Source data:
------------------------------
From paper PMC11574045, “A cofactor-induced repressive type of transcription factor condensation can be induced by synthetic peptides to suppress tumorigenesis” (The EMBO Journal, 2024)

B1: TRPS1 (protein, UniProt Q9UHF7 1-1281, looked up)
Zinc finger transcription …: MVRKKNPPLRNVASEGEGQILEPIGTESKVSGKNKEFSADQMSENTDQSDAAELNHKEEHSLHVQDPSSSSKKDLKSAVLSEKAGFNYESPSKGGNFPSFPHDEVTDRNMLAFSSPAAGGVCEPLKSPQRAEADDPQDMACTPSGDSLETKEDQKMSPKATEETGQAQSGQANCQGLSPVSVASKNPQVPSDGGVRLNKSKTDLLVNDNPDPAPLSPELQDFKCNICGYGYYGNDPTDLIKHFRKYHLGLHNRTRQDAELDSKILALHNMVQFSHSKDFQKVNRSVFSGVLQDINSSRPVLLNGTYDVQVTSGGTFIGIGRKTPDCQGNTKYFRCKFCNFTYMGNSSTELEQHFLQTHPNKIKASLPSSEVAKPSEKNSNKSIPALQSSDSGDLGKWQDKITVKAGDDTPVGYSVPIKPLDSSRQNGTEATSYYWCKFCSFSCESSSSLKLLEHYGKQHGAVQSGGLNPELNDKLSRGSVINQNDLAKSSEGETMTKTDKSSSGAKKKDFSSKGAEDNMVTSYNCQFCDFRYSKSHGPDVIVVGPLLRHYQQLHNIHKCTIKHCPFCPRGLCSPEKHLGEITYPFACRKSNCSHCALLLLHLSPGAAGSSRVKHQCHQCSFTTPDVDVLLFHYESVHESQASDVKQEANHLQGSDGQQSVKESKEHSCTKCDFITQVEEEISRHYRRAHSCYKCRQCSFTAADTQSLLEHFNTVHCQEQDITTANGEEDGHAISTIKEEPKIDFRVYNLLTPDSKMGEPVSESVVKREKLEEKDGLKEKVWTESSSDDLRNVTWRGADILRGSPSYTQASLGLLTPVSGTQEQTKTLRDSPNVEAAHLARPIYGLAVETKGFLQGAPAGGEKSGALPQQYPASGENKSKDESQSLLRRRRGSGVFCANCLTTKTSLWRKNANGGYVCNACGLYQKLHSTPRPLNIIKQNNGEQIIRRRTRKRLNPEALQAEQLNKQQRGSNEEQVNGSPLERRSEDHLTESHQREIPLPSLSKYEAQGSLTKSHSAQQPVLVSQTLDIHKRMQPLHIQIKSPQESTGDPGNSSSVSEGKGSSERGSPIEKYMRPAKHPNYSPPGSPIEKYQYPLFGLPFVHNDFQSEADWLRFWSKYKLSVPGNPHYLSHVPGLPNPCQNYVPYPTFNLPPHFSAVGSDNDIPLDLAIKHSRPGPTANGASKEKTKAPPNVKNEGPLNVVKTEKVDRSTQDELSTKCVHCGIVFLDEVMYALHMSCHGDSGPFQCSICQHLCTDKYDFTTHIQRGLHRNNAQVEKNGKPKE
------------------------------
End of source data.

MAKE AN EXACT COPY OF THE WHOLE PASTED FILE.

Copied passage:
From paper PMC11574045, “A cofactor-induced repressive type of transcription factor condensation can be induced by synthetic peptides to suppress tumorigenesis” (The EMBO Journal, 2024)

B1: TRPS1 (protein, UniProt Q9UHF7 1-1281, looked up)
Zinc finger transcription …: MVRKKNPPLRNVASEGEGQILEPIGTESKVSGKNKEFSADQMSENTDQSDAAELNHKEEHSLHVQDPSSSSKKDLKSAVLSEKAGFNYESPSKGGNFPSFPHDEVTDRNMLAFSSPAAGGVCEPLKSPQRAEADDPQDMACTPSGDSLETKEDQKMSPKATEETGQAQSGQANCQGLSPVSVASKNPQVPSDGGVRLNKSKTDLLVNDNPDPAPLSPELQDFKCNICGYGYYGNDPTDLIKHFRKYHLGLHNRTRQDAELDSKILALHNMVQFSHSKDFQKVNRSVFSGVLQDINSSRPVLLNGTYDVQVTSGGTFIGIGRKTPDCQGNTKYFRCKFCNFTYMGNSSTELEQHFLQTHPNKIKASLPSSEVAKPSEKNSNKSIPALQSSDSGDLGKWQDKITVKAGDDTPVGYSVPIKPLDSSRQNGTEATSYYWCKFCSFSCESSSSLKLLEHYGKQHGAVQSGGLNPELNDKLSRGSVINQNDLAKSSEGETMTKTDKSSSGAKKKDFSSKGAEDNMVTSYNCQFCDFRYSKSHGPDVIVVGPLLRHYQQLHNIHKCTIKHCPFCPRGLCSPEKHLGEITYPFACRKSNCSHCALLLLHLSPGAAGSSRVKHQCHQCSFTTPDVDVLLFHYESVHESQASDVKQEANHLQGSDGQQSVKESKEHSCTKCDFITQVEEEISRHYRRAHSCYKCRQCSFTAADTQSLLEHFNTVHCQEQDITTANGEEDGHAISTIKEEPKIDFRVYNLLTPDSKMGEPVSESVVKREKLEEKDGLKEKVWTESSSDDLRNVTWRGADILRGSPSYTQASLGLLTPVSGTQEQTKTLRDSPNVEAAHLARPIYGLAVETKGFLQGAPAGGEKSGALPQQYPASGENKSKDESQSLLRRRRGSGVFCANCLTTKTSLWRKNANGGYVCNACGLYQKLHSTPRPLNIIKQNNGEQIIRRRTRKRLNPEALQAEQLNKQQRGSNEEQVNGSPLERRSEDHLTESHQREIPLPSLSKYEAQGSLTKSHSAQQPVLVSQTLDIHKRMQPLHIQIKSPQESTGDPGNSSSVSEGKGSSERGSPIEKYMRPAKHPNYSPPGSPIEKYQYPLFGLPFVHNDFQSEADWLRFWSKYKLSVPGNPHYLSHVPGLPNPCQNYVPYPTFNLPPHFSAVGSDNDIPLDLAIKHSRPGPTANGASKEKTKAPPNVKNEGPLNVVKTEKVDRSTQDELSTKCVHCGIVFLDEVMYALHMSCHGDSGPFQCSICQHLCTDKYDFTTHIQRGLHRNNAQVEKNGKPKE